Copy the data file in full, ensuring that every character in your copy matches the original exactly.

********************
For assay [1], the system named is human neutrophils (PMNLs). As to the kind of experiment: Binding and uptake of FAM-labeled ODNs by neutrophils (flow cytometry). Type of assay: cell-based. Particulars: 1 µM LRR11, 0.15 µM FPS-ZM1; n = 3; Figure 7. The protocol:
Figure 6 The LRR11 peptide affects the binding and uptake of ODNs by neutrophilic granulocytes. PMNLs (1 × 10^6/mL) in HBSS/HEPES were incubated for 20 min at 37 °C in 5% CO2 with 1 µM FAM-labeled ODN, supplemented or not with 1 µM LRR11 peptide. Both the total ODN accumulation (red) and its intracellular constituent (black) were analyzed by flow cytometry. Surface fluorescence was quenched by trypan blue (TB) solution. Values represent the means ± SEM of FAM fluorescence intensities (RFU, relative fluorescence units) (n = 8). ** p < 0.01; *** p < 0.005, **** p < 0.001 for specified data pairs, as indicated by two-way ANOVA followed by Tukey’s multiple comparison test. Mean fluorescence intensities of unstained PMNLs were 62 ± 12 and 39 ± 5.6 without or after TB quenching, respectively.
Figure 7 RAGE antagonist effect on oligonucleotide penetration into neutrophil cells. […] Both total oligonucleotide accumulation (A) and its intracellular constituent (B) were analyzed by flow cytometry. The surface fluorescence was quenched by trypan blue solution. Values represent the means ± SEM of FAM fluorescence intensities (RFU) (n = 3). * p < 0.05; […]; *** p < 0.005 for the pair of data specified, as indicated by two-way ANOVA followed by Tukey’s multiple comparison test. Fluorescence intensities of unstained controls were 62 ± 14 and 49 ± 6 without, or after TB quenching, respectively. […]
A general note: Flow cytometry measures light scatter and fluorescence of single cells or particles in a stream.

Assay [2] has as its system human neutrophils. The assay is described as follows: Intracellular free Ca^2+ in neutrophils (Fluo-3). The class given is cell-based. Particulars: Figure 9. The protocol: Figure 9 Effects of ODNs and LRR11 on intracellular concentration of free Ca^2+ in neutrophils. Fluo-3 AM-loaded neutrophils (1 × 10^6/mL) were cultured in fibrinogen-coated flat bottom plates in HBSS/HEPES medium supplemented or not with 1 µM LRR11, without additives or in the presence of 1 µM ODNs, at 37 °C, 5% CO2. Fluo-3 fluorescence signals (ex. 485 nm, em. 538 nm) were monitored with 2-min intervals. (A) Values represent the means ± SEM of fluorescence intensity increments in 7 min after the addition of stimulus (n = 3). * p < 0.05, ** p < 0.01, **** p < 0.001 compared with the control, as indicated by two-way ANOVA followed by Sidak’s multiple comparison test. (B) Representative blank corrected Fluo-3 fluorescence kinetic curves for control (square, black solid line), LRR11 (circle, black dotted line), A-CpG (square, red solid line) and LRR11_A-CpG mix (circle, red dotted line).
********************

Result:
For assay [1], the system named is human neutrophils (PMNLs). As to the kind of experiment: Binding and uptake of FAM-labeled ODNs by neutrophils (flow cytometry). Type of assay: cell-based. Particulars: 1 µM LRR11, 0.15 µM FPS-ZM1; n = 3; Figure 7. The protocol:
Figure 6 The LRR11 peptide affects the binding and uptake of ODNs by neutrophilic granulocytes. PMNLs (1 × 10^6/mL) in HBSS/HEPES were incubated for 20 min at 37 °C in 5% CO2 with 1 µM FAM-labeled ODN, supplemented or not with 1 µM LRR11 peptide. Both the total ODN accumulation (red) and its intracellular constituent (black) were analyzed by flow cytometry. Surface fluorescence was quenched by trypan blue (TB) solution. Values represent the means ± SEM of FAM fluorescence intensities (RFU, relative fluorescence units) (n = 8). ** p < 0.01; *** p < 0.005, **** p < 0.001 for specified data pairs, as indicated by two-way ANOVA followed by Tukey’s multiple comparison test. Mean fluorescence intensities of unstained PMNLs were 62 ± 12 and 39 ± 5.6 without or after TB quenching, respectively.
Figure 7 RAGE antagonist effect on oligonucleotide penetration into neutrophil cells. […] Both total oligonucleotide accumulation (A) and its intracellular constituent (B) were analyzed by flow cytometry. The surface fluorescence was quenched by trypan blue solution. Values represent the means ± SEM of FAM fluorescence intensities (RFU) (n = 3). * p < 0.05; […]; *** p < 0.005 for the pair of data specified, as indicated by two-way ANOVA followed by Tukey’s multiple comparison test. Fluorescence intensities of unstained controls were 62 ± 14 and 49 ± 6 without, or after TB quenching, respectively. […]
A general note: Flow cytometry measures light scatter and fluorescence of single cells or particles in a stream.

Assay [2] has as its system human neutrophils. The assay is described as follows: Intracellular free Ca^2+ in neutrophils (Fluo-3). The class given is cell-based. Particulars: Figure 9. The protocol: Figure 9 Effects of ODNs and LRR11 on intracellular concentration of free Ca^2+ in neutrophils. Fluo-3 AM-loaded neutrophils (1 × 10^6/mL) were cultured in fibrinogen-coated flat bottom plates in HBSS/HEPES medium supplemented or not with 1 µM LRR11, without additives or in the presence of 1 µM ODNs, at 37 °C, 5% CO2. Fluo-3 fluorescence signals (ex. 485 nm, em. 538 nm) were monitored with 2-min intervals. (A) Values represent the means ± SEM of fluorescence intensity increments in 7 min after the addition of stimulus (n = 3). * p < 0.05, ** p < 0.01, **** p < 0.001 compared with the control, as indicated by two-way ANOVA followed by Sidak’s multiple comparison test. (B) Representative blank corrected Fluo-3 fluorescence kinetic curves for control (square, black solid line), LRR11 (circle, black dotted line), A-CpG (square, red solid line) and LRR11_A-CpG mix (circle, red dotted line).